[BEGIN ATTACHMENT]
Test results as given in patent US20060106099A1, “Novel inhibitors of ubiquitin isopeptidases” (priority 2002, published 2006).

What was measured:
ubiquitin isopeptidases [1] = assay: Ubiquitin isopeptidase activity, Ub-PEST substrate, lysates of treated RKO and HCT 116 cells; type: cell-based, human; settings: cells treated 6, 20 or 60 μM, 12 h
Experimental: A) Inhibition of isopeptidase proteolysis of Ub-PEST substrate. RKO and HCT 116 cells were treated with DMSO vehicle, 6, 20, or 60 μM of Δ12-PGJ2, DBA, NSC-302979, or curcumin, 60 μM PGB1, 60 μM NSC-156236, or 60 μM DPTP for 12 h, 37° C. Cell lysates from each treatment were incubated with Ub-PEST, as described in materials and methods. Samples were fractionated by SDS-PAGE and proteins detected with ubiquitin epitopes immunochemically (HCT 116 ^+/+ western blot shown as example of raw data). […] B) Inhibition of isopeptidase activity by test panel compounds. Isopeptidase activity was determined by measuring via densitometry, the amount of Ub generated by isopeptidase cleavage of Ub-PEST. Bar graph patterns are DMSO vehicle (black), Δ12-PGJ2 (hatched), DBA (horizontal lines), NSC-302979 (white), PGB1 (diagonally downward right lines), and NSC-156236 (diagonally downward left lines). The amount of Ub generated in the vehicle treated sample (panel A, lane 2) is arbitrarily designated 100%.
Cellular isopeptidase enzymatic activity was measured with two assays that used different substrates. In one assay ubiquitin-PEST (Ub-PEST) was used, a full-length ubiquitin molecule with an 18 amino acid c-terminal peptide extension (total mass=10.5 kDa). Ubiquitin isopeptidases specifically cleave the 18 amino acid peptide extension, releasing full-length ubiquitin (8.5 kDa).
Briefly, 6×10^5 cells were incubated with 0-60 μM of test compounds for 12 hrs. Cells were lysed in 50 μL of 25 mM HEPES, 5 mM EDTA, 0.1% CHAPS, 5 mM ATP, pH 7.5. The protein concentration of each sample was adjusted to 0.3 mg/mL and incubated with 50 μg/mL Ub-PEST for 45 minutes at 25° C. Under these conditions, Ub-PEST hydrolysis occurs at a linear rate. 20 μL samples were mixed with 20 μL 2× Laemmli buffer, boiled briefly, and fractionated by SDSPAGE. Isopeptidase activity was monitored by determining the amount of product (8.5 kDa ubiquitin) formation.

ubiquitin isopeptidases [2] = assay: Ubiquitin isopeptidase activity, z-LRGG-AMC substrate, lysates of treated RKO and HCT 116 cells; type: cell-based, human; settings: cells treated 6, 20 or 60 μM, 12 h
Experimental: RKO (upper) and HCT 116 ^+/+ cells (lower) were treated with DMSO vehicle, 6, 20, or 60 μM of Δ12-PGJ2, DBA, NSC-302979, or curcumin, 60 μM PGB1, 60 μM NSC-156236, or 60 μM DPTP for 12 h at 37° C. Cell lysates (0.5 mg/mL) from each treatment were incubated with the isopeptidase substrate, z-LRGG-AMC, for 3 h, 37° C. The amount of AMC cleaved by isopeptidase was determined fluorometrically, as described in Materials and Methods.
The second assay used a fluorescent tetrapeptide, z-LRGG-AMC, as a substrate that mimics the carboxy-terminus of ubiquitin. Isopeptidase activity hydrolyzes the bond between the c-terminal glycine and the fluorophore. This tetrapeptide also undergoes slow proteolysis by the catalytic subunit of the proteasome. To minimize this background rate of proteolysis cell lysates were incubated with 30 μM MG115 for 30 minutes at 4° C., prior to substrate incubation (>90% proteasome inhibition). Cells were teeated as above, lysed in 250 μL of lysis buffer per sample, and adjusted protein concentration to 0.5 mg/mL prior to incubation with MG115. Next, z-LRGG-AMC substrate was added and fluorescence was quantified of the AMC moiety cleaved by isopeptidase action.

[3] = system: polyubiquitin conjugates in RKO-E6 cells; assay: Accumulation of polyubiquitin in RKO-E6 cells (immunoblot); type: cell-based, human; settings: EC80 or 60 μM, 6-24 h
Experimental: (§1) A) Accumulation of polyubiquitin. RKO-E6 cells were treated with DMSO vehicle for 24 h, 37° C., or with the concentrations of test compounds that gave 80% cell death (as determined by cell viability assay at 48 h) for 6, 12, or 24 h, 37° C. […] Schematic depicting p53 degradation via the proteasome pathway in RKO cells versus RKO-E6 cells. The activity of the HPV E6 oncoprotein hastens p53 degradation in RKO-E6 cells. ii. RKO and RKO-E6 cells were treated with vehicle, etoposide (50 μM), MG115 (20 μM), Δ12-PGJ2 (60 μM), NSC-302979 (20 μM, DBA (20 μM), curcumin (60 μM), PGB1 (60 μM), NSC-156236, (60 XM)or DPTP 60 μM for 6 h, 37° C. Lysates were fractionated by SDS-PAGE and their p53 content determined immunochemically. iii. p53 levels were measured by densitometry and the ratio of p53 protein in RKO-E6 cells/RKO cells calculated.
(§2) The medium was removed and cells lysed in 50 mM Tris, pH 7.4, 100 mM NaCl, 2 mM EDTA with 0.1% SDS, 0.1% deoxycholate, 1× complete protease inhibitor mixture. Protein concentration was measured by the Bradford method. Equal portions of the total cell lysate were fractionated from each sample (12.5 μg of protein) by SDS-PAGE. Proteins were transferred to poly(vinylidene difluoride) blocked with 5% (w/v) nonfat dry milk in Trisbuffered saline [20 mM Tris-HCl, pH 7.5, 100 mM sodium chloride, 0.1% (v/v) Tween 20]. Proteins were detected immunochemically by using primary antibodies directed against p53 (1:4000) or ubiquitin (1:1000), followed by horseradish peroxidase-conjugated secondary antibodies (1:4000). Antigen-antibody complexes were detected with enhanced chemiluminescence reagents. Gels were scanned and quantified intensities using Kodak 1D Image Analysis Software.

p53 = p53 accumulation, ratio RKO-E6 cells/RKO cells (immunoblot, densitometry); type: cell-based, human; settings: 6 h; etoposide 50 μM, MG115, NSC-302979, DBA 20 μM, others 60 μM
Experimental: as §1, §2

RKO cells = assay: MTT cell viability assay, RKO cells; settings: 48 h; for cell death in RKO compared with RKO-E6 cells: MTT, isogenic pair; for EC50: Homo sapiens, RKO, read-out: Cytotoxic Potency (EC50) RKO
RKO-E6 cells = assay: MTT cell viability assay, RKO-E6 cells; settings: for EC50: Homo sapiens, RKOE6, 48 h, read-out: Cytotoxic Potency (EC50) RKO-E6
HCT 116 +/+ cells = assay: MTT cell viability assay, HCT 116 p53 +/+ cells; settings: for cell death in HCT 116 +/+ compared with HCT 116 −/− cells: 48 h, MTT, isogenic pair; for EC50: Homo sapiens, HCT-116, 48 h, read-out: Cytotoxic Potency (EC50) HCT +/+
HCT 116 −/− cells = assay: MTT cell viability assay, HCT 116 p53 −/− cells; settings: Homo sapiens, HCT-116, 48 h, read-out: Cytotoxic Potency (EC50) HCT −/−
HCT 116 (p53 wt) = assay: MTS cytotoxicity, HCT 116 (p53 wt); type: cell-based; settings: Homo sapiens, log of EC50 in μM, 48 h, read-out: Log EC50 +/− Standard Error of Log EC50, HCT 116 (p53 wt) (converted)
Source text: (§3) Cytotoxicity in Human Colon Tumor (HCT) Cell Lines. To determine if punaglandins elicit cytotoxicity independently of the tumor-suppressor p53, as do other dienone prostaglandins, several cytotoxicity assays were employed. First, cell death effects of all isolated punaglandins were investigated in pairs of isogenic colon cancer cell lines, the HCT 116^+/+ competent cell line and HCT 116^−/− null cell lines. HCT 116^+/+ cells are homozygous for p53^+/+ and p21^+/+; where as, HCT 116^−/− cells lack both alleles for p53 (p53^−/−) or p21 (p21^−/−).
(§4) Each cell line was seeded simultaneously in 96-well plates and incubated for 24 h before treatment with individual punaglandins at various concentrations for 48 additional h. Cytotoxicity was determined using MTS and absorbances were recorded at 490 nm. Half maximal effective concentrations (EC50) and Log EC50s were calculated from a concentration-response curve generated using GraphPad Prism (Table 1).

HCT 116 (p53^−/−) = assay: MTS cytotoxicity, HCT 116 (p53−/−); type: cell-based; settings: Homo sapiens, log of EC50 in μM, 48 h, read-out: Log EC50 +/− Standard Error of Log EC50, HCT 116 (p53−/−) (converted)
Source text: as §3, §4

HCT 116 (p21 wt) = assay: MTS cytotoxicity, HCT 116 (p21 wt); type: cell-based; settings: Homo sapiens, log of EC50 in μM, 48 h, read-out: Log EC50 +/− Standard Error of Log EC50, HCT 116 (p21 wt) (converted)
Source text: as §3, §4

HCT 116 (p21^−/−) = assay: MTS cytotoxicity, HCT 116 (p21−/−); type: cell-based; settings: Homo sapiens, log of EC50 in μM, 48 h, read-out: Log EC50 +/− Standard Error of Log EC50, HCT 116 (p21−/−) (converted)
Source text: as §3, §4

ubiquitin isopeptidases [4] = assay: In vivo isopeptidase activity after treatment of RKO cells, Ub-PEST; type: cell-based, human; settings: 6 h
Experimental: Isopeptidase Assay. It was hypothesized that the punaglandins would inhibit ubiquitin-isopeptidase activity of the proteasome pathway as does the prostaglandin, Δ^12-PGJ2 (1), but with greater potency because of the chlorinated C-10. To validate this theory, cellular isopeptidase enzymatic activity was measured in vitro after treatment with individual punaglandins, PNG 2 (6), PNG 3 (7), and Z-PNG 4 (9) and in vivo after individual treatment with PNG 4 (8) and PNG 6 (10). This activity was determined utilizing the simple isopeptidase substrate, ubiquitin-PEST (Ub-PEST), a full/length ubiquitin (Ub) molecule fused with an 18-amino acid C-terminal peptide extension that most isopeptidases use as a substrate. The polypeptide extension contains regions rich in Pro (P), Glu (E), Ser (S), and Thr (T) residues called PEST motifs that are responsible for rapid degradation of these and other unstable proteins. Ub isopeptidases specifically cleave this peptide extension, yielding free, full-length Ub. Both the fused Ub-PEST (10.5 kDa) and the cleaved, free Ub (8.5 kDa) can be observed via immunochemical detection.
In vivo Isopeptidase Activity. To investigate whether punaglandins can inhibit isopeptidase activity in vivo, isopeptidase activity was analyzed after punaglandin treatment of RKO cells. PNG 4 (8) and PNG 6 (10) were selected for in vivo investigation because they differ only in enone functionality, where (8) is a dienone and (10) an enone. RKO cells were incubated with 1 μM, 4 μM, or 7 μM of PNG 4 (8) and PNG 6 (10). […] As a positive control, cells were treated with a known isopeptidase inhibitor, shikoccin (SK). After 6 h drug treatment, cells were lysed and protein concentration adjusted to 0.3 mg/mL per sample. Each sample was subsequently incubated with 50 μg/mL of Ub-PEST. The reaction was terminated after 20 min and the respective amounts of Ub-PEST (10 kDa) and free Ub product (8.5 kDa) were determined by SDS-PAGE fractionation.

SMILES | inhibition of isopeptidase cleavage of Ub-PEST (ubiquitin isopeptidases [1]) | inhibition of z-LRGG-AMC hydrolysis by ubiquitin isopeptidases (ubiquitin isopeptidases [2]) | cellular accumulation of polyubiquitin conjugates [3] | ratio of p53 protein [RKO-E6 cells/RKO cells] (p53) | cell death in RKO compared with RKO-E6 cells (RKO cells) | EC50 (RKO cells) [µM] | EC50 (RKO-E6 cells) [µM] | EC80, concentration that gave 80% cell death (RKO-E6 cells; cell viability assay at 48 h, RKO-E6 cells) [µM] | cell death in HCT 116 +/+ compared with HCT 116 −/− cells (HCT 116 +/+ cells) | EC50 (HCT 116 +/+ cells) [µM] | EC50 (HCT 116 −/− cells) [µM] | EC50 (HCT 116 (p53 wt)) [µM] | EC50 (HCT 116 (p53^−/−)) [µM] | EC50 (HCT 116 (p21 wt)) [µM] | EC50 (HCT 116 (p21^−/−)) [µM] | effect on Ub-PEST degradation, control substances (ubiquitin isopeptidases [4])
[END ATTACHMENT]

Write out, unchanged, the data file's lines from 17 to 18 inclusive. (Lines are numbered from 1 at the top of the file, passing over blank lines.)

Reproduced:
HCT 116 +/+ cells = assay: MTT cell viability assay, HCT 116 p53 +/+ cells; settings: for cell death in HCT 116 +/+ compared with HCT 116 −/− cells: 48 h, MTT, isogenic pair; for EC50: Homo sapiens, HCT-116, 48 h, read-out: Cytotoxic Potency (EC50) HCT +/+
HCT 116 −/− cells = assay: MTT cell viability assay, HCT 116 p53 −/− cells; settings: Homo sapiens, HCT-116, 48 h, read-out: Cytotoxic Potency (EC50) HCT −/−